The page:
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Michael Dusing knows all about biking in Cheektowaga.

He tried it three years ago when his son, Andrew, was earning a bicycling merit badge with Boy Scout Troop 223.

They didn't get very far.

"Going down William Street, we'd have to cross an exit and entrance to the New York Thruway," said Dusing, who bikes about 75 miles a week outside the town. "The Thruway cuts our town in half. You can't bike or walk from one side to the other."

That may soon change with the Rails to Trails project.

The idea is to turn old railroad and trolley routes into trails for biking, hiking and other activities.

The 6 1/2 -mile trail, which awaits final state approval, would link Stiglmeier, Dingens Street and Wrazen parks and run near some historic sites.

Depending on how much the trail costs, there may be money left over to connect part of Sloan and the Reinstein Nature Preserve.

The town seeks $500,000 from the federal government for the project and will contribute $137,000 itself.

Construction should be completed by fall 1998 or early 1999, said Allan Blachowski, town principal engineering assistant.

For Dusing, the trail would make it easier to get around town on a bike.

"I'd be using the trail all the time," Dusing said. "It would link all the parks."

Cheektowaga's history is closely tied to the rail lines that were once the lifeblood of Buffalo.

Since the 1880s, every train entering Buffalo from the east passed through the town, said John Marriott, chairman of the town Conservation Advisory Council.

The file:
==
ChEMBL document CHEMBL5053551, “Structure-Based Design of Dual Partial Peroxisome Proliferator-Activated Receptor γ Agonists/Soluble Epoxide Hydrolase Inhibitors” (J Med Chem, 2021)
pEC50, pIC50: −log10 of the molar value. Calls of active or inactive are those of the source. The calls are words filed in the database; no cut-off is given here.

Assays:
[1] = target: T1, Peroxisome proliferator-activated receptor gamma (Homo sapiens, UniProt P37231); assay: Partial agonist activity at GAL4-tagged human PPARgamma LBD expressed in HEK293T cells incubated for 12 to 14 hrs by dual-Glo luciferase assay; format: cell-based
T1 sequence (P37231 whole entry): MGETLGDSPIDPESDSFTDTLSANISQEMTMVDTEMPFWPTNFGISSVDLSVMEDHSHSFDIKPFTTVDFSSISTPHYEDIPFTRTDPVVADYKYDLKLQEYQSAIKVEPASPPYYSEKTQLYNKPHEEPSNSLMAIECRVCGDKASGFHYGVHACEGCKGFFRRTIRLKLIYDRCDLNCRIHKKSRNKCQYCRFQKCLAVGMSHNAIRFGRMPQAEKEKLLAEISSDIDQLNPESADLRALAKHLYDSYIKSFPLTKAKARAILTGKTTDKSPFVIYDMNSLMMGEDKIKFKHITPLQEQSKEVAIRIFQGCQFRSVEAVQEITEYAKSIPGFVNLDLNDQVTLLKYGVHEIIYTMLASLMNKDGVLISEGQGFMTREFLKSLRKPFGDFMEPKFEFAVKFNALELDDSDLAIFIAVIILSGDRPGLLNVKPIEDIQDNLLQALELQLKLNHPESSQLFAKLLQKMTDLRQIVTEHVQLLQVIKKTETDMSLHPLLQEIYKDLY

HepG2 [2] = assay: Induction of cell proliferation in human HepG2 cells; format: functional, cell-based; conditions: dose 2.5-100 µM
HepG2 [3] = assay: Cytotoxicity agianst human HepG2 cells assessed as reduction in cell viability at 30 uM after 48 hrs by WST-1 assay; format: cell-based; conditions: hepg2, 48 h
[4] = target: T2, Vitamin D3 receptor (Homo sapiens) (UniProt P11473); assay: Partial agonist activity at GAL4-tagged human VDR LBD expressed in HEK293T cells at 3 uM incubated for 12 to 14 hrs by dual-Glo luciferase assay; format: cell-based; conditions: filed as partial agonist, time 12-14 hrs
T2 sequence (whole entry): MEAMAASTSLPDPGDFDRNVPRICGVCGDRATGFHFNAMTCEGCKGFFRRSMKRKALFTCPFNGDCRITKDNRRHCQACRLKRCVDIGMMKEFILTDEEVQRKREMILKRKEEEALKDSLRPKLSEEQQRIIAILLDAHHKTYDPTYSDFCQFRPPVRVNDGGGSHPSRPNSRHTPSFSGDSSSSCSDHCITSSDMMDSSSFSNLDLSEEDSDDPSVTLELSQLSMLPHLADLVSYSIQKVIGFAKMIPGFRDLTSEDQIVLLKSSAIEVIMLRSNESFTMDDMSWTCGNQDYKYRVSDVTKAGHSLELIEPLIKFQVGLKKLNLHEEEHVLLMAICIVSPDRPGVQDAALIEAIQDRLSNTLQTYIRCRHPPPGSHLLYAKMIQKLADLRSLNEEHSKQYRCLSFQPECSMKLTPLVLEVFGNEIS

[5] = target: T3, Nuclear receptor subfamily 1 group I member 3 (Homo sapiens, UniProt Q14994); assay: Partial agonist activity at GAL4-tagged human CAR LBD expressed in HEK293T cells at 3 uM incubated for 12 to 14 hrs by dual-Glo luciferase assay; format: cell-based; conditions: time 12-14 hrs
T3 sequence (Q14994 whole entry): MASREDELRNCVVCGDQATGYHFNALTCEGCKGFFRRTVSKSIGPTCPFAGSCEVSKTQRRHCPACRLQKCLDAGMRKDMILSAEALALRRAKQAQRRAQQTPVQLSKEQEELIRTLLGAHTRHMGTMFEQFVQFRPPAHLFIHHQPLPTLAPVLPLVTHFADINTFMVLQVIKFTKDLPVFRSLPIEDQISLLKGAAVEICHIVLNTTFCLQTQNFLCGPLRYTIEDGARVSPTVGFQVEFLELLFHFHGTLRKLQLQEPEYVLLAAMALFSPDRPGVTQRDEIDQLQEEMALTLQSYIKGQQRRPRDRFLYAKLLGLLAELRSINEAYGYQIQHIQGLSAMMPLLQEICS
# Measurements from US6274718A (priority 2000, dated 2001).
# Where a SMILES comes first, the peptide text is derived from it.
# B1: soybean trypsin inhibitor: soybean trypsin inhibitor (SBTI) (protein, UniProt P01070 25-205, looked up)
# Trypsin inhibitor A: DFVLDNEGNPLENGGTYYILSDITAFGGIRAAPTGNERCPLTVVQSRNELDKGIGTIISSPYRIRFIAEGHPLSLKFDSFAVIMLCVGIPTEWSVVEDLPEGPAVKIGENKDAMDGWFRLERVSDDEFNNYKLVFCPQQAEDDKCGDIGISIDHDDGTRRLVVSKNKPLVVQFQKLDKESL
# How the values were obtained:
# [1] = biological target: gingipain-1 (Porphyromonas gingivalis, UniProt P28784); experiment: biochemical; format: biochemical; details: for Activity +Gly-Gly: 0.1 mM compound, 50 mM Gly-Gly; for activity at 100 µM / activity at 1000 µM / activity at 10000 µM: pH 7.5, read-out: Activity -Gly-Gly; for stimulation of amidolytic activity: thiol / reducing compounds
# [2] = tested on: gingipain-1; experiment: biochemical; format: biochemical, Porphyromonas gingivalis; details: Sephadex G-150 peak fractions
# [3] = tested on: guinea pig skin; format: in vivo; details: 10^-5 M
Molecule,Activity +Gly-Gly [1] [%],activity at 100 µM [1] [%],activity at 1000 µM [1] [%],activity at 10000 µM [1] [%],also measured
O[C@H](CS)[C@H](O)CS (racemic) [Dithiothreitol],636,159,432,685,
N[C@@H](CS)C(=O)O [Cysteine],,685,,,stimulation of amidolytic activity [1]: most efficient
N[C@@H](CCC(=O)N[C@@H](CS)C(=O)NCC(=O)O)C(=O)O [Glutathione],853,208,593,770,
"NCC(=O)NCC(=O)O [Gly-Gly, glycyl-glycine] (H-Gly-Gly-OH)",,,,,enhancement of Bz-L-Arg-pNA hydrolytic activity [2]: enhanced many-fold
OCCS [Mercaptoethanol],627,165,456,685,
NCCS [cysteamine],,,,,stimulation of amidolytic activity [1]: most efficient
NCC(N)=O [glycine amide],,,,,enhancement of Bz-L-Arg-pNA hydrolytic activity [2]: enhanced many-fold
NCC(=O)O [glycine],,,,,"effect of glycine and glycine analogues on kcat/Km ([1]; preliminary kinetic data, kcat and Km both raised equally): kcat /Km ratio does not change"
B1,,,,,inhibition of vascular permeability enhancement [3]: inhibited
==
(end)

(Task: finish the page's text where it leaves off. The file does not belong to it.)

At one point, there were nine railroads and two trolley lines. As the importance of railroads declined, most were abandoned.

Although construction on the path has not yet begun, town officials already are planning to expand it, said Councilman Thomas M. Johnson Jr. The expanded path could eventually enter Depew and join an existing trail in Williamsville. The path also could be linked to proposed trails in West Seneca and Lancaster.

The town may expand the trail -- which could grow to 20 miles -- with more federal funding or private and corporate donations, Johnson said.

Police helped design the trail, which will be lighted, have 911 call boxes, restrooms, benches and landscaping.

It will be similar to but longer than the Lehigh Memory Trail, which runs from South Long Street to South Cayuga Road in Williamsville, Johnson said.

Bikers and hikers also can sample history via the Cheektowaga trail. Along the first part of the trail will be a sign marking a stop on the Underground Railroad. Visitors also can see the remains of what may be the world's largest coal trestle, Marriott said.

"The trestle was built in 1883 near Union Road just south of Broadway," Marriott said. "It was more than a mile long and 60 feet high."

The trestle was destroyed by a fire in 1920, but several concrete towers remain.

The trail will run through several parks and undeveloped areas, but many parts of the trail will utilize existing roads. As a result, users will have to cross a few busy intersections at traffic lights.

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